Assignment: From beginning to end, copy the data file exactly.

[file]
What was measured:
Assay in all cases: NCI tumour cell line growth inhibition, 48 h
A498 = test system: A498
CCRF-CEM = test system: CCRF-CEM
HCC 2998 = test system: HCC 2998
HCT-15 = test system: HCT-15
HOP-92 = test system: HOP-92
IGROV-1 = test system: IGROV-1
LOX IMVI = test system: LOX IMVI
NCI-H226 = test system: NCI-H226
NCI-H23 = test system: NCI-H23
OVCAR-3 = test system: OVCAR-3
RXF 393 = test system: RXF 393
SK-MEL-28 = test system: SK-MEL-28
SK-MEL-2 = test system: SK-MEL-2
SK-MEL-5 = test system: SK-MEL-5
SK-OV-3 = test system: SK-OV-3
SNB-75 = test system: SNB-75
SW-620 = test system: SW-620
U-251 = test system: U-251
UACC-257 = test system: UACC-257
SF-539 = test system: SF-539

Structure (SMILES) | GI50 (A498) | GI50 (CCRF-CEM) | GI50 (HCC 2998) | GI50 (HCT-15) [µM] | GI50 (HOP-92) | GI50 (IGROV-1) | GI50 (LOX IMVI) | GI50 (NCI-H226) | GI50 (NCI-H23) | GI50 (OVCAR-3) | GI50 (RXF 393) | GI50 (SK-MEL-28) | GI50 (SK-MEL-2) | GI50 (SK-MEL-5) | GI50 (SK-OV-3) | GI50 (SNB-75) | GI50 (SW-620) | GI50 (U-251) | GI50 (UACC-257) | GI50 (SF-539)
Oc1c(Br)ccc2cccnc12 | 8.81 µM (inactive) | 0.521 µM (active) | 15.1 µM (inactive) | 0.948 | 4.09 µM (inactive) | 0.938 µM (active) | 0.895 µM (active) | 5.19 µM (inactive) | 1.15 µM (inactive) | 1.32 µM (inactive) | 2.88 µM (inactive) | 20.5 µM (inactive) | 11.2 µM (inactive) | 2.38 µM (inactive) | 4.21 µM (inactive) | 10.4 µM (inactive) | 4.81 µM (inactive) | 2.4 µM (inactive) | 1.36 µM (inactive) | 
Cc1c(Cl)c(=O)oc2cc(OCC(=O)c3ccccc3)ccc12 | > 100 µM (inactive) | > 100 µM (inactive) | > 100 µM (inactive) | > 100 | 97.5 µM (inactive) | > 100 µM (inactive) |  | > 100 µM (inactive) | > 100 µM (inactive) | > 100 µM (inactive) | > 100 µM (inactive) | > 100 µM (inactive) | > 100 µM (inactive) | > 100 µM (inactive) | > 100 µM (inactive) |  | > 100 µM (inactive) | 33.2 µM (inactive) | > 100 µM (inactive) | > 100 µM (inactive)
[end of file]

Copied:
What was measured:
Assay in all cases: NCI tumour cell line growth inhibition, 48 h
A498 = test system: A498
CCRF-CEM = test system: CCRF-CEM
HCC 2998 = test system: HCC 2998
HCT-15 = test system: HCT-15
HOP-92 = test system: HOP-92
IGROV-1 = test system: IGROV-1
LOX IMVI = test system: LOX IMVI
NCI-H226 = test system: NCI-H226
NCI-H23 = test system: NCI-H23
OVCAR-3 = test system: OVCAR-3
RXF 393 = test system: RXF 393
SK-MEL-28 = test system: SK-MEL-28
SK-MEL-2 = test system: SK-MEL-2
SK-MEL-5 = test system: SK-MEL-5
SK-OV-3 = test system: SK-OV-3
SNB-75 = test system: SNB-75
SW-620 = test system: SW-620
U-251 = test system: U-251
UACC-257 = test system: UACC-257
SF-539 = test system: SF-539

Structure (SMILES) | GI50 (A498) | GI50 (CCRF-CEM) | GI50 (HCC 2998) | GI50 (HCT-15) [µM] | GI50 (HOP-92) | GI50 (IGROV-1) | GI50 (LOX IMVI) | GI50 (NCI-H226) | GI50 (NCI-H23) | GI50 (OVCAR-3) | GI50 (RXF 393) | GI50 (SK-MEL-28) | GI50 (SK-MEL-2) | GI50 (SK-MEL-5) | GI50 (SK-OV-3) | GI50 (SNB-75) | GI50 (SW-620) | GI50 (U-251) | GI50 (UACC-257) | GI50 (SF-539)
Oc1c(Br)ccc2cccnc12 | 8.81 µM (inactive) | 0.521 µM (active) | 15.1 µM (inactive) | 0.948 | 4.09 µM (inactive) | 0.938 µM (active) | 0.895 µM (active) | 5.19 µM (inactive) | 1.15 µM (inactive) | 1.32 µM (inactive) | 2.88 µM (inactive) | 20.5 µM (inactive) | 11.2 µM (inactive) | 2.38 µM (inactive) | 4.21 µM (inactive) | 10.4 µM (inactive) | 4.81 µM (inactive) | 2.4 µM (inactive) | 1.36 µM (inactive) | 
Cc1c(Cl)c(=O)oc2cc(OCC(=O)c3ccccc3)ccc12 | > 100 µM (inactive) | > 100 µM (inactive) | > 100 µM (inactive) | > 100 | 97.5 µM (inactive) | > 100 µM (inactive) |  | > 100 µM (inactive) | > 100 µM (inactive) | > 100 µM (inactive) | > 100 µM (inactive) | > 100 µM (inactive) | > 100 µM (inactive) | > 100 µM (inactive) | > 100 µM (inactive) |  | > 100 µM (inactive) | 33.2 µM (inactive) | > 100 µM (inactive) | > 100 µM (inactive)